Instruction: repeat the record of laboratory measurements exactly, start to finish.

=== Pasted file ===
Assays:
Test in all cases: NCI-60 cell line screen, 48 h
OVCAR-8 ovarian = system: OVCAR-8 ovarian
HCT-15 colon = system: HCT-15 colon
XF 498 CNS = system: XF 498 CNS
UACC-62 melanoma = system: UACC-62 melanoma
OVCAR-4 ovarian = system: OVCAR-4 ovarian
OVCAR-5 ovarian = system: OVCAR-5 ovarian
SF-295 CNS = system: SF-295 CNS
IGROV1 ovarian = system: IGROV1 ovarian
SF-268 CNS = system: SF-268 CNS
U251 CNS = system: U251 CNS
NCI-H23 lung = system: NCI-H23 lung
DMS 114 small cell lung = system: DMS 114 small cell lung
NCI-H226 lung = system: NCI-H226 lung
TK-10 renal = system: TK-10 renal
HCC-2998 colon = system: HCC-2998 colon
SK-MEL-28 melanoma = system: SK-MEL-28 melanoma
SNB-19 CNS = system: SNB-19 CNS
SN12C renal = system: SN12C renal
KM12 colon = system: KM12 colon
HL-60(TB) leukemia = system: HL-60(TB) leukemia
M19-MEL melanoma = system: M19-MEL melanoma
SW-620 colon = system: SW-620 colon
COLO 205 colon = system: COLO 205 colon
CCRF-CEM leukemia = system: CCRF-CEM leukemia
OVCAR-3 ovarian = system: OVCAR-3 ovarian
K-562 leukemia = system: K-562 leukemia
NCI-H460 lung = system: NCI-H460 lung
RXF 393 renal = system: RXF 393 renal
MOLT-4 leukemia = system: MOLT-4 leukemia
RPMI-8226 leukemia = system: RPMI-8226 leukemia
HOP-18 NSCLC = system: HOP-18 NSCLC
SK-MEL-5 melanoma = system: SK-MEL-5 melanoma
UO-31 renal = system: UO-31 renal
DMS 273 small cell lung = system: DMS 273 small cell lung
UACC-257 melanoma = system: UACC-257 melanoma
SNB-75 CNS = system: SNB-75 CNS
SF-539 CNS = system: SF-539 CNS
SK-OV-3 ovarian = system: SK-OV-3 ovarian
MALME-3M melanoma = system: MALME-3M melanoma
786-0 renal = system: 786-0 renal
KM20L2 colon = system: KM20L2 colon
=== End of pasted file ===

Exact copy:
Assays:
Test in all cases: NCI-60 cell line screen, 48 h
OVCAR-8 ovarian = system: OVCAR-8 ovarian
HCT-15 colon = system: HCT-15 colon
XF 498 CNS = system: XF 498 CNS
UACC-62 melanoma = system: UACC-62 melanoma
OVCAR-4 ovarian = system: OVCAR-4 ovarian
OVCAR-5 ovarian = system: OVCAR-5 ovarian
SF-295 CNS = system: SF-295 CNS
IGROV1 ovarian = system: IGROV1 ovarian
SF-268 CNS = system: SF-268 CNS
U251 CNS = system: U251 CNS
NCI-H23 lung = system: NCI-H23 lung
DMS 114 small cell lung = system: DMS 114 small cell lung
NCI-H226 lung = system: NCI-H226 lung
TK-10 renal = system: TK-10 renal
HCC-2998 colon = system: HCC-2998 colon
SK-MEL-28 melanoma = system: SK-MEL-28 melanoma
SNB-19 CNS = system: SNB-19 CNS
SN12C renal = system: SN12C renal
KM12 colon = system: KM12 colon
HL-60(TB) leukemia = system: HL-60(TB) leukemia
M19-MEL melanoma = system: M19-MEL melanoma
SW-620 colon = system: SW-620 colon
COLO 205 colon = system: COLO 205 colon
CCRF-CEM leukemia = system: CCRF-CEM leukemia
OVCAR-3 ovarian = system: OVCAR-3 ovarian
K-562 leukemia = system: K-562 leukemia
NCI-H460 lung = system: NCI-H460 lung
RXF 393 renal = system: RXF 393 renal
MOLT-4 leukemia = system: MOLT-4 leukemia
RPMI-8226 leukemia = system: RPMI-8226 leukemia
HOP-18 NSCLC = system: HOP-18 NSCLC
SK-MEL-5 melanoma = system: SK-MEL-5 melanoma
UO-31 renal = system: UO-31 renal
DMS 273 small cell lung = system: DMS 273 small cell lung
UACC-257 melanoma = system: UACC-257 melanoma
SNB-75 CNS = system: SNB-75 CNS
SF-539 CNS = system: SF-539 CNS
SK-OV-3 ovarian = system: SK-OV-3 ovarian
MALME-3M melanoma = system: MALME-3M melanoma
786-0 renal = system: 786-0 renal
KM20L2 colon = system: KM20L2 colon